Photo editor Robert York stated to EarthFair organizer Kari Gray that they had no obligation to report on the EarthFair accurately; their job was to get their story. Their predetermined story line was that Earth Day was getting more extreme. Their approach was not a sincere attempt to cover a community event. They knew in advance the story would yield the politically incorrect, and they could hold it up as what the entire event was about.

York further defended the photo in Lubrano's column stating, "The photo, taken in context with the story, reflects the changes taking place in Earth Day celebrations." This justification is nonsense. Bad t-shirts and nudists have been at the EarthFair for years.

A portion of my letter that was not printed called on the editors to apologize. At this point, I presume that they are not big enough to do so. Lubrano stated over the phone that she felt the coverage was "balanced," and further defended it in print stating, "I think the story reflected what took place April 20 when thousands of people, "converged on Balboa Park to rub shoulders with ecologists, psychic healers, nudist campers and people dressed as space aliens."

This is called adding insult to injury. Her claim that the coverage was "balanced" demonstrates that she is just kidding herself. It's called denial and is a common reaction when a person or the institution they are representing has done a shameful thing. A simple apology would have saved a lot of column inches.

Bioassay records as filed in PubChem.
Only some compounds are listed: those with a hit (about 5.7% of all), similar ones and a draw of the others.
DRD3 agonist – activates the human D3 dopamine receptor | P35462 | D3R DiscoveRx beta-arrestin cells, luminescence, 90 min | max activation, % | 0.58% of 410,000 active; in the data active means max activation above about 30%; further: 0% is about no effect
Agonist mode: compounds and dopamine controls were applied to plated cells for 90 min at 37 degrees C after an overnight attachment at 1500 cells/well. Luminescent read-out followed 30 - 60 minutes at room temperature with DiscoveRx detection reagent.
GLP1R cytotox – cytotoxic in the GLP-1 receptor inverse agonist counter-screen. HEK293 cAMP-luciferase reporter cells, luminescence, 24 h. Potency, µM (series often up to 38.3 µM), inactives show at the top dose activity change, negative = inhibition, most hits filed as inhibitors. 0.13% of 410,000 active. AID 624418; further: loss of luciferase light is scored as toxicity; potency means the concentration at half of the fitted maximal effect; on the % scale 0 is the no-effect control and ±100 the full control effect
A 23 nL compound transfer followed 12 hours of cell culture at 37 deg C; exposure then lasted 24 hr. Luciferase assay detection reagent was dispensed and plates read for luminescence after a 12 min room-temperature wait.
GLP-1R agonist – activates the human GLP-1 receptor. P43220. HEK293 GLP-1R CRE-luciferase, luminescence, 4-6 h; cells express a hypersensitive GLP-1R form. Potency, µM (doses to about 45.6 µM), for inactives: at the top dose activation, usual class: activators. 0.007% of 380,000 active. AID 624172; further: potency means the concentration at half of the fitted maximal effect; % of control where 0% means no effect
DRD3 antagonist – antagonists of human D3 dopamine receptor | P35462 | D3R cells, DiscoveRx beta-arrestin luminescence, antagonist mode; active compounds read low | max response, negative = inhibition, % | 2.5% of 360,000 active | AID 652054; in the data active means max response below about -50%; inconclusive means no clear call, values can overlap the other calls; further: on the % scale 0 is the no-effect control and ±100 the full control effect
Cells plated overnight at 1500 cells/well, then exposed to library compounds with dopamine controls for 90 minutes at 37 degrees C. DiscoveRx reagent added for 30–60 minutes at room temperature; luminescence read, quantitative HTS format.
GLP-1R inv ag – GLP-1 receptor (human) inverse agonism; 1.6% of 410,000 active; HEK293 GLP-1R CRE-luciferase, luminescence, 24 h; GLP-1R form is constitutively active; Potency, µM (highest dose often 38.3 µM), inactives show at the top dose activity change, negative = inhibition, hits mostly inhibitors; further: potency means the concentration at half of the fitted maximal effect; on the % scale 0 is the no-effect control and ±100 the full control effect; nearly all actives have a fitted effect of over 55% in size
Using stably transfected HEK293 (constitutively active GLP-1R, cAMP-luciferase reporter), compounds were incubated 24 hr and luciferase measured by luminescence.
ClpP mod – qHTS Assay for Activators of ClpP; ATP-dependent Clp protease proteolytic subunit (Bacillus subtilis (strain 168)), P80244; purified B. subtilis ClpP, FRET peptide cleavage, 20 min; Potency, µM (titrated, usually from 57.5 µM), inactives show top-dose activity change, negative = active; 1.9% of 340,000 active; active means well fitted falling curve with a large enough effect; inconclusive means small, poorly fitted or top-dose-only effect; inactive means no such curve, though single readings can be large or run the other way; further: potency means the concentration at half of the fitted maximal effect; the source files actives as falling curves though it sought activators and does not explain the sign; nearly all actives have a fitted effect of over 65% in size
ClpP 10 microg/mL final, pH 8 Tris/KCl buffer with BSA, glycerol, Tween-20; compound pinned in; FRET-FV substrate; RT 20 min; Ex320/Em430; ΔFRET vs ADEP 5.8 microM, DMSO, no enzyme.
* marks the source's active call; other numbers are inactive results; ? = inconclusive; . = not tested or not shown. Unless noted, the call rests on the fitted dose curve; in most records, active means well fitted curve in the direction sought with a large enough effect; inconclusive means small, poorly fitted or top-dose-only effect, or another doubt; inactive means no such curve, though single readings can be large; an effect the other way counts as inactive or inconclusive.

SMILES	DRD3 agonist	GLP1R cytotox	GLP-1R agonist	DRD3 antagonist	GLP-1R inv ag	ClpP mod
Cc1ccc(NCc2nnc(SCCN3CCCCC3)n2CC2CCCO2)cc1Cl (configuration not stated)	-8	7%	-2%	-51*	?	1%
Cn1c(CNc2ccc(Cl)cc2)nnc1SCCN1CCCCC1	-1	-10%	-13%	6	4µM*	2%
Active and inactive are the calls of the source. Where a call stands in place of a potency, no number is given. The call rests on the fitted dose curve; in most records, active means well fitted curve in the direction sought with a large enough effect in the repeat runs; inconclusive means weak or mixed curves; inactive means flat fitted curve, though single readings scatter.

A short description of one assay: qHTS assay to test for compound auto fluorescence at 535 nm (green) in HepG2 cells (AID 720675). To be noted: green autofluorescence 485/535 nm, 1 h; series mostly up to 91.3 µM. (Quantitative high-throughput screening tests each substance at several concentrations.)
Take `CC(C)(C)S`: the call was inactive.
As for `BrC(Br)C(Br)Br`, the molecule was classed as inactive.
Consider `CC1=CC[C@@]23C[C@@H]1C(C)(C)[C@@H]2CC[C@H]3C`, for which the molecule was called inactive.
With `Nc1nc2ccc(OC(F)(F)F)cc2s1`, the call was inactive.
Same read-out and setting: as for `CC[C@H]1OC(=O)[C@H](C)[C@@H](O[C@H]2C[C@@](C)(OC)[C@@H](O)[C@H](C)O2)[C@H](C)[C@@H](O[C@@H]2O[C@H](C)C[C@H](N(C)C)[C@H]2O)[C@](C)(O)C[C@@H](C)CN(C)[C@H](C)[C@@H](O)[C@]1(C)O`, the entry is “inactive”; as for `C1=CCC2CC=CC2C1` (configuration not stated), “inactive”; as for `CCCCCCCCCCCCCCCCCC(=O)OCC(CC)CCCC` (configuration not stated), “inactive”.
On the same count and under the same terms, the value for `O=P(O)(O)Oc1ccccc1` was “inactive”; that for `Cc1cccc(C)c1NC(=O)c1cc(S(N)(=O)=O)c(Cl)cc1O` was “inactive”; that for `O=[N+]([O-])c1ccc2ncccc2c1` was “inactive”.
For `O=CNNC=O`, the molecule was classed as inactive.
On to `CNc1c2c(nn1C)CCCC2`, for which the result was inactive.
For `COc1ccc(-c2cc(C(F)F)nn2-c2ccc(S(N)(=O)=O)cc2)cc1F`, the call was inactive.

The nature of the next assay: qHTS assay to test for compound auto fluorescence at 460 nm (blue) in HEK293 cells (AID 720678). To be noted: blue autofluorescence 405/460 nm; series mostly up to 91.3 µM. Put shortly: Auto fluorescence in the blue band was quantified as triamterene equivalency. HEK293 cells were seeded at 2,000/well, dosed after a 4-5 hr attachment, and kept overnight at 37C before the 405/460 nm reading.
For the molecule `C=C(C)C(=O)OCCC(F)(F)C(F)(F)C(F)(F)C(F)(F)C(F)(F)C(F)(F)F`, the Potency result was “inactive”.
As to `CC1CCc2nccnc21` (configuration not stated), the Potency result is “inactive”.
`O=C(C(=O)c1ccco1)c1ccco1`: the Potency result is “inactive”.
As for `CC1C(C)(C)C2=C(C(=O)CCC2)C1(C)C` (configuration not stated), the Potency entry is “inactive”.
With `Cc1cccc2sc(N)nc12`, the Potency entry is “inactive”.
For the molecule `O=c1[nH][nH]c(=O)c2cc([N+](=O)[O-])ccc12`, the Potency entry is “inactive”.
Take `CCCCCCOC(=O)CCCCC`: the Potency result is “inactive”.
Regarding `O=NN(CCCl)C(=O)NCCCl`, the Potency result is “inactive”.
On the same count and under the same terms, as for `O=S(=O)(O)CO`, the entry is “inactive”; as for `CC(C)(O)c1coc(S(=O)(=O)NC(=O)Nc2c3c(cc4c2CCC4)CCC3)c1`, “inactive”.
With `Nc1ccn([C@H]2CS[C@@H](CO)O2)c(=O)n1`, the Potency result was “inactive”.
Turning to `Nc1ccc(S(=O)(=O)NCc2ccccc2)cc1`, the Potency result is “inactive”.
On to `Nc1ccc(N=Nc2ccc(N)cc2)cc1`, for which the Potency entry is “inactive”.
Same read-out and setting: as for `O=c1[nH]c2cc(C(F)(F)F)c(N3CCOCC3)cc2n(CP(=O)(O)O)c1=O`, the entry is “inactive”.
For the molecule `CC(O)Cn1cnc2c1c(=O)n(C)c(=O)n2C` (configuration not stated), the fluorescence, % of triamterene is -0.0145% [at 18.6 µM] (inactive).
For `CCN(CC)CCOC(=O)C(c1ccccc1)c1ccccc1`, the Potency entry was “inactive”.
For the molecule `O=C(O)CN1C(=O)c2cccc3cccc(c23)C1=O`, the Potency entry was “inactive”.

I asked her, "How would you know what was balanced when you weren't even there?" This is the problem: anyone who wasn't there would probably assume that the coverage was balanced. It wasn't. If you saw that coverage, would you think "gee, that was fun, I want to take my kids to EarthFair to find out how to make a difference?" Or would you think it was just a bunch of freaks?

Exhibitors and guests at the EarthFair should and do exercise their freedom to look the way they want, exercise their good and bad taste, and try different things to make a better world. This freedom is also a part of the EarthFair it's called diversity.

Powerful institutions like the SD-UT should be called to account when they hold their chosen targets up to ridicule in such a shameful and potentially dangerous fashion. The bottom line is a lack of respect for the diversity, message and community production of the EarthFair, San Diego Earth Day, its volunteers, sponsors and exhibitors. In addition, it is the willful and irresponsible exercise of power and arrogance in justifying their actions after the fact. What we really need is for the SD-UT to apologize to organizers, environmentalists and hunters alike.

A lot of folks can't speak out against the SD-UT and I probably can't afford to either. But at some point, you have to demand accountability and hope that they will look upon you with some compassion. Since it seems the SD-UT folks don't have it in them at this point, I think that letters should best be directed to their boss: Publisher David Copley, Copley Press, 7776 Ivanhoe Ave, La Jolla CA 92037.

If you would like to send your thoughts about this to the SD-UT: San Diego Union-Tribune, P.O. Box 191, San Diego, CA 92112-4106; FAX: 293-1440, email:,

And finally, on a lighter note, I would like to remind everyone that at least at the EarthFair the people all beam in, not out!